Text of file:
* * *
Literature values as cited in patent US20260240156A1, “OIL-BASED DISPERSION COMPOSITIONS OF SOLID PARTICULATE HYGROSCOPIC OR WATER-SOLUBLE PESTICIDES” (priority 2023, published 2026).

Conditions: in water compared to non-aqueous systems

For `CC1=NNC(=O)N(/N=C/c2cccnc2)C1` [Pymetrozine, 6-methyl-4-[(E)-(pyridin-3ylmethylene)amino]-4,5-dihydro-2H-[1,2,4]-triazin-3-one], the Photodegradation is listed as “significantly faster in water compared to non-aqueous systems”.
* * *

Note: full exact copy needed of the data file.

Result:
Literature values as cited in patent US20260240156A1, “OIL-BASED DISPERSION COMPOSITIONS OF SOLID PARTICULATE HYGROSCOPIC OR WATER-SOLUBLE PESTICIDES” (priority 2023, published 2026).

Conditions: in water compared to non-aqueous systems

For `CC1=NNC(=O)N(/N=C/c2cccnc2)C1` [Pymetrozine, 6-methyl-4-[(E)-(pyridin-3ylmethylene)amino]-4,5-dihydro-2H-[1,2,4]-triazin-3-one], the Photodegradation is listed as “significantly faster in water compared to non-aqueous systems”.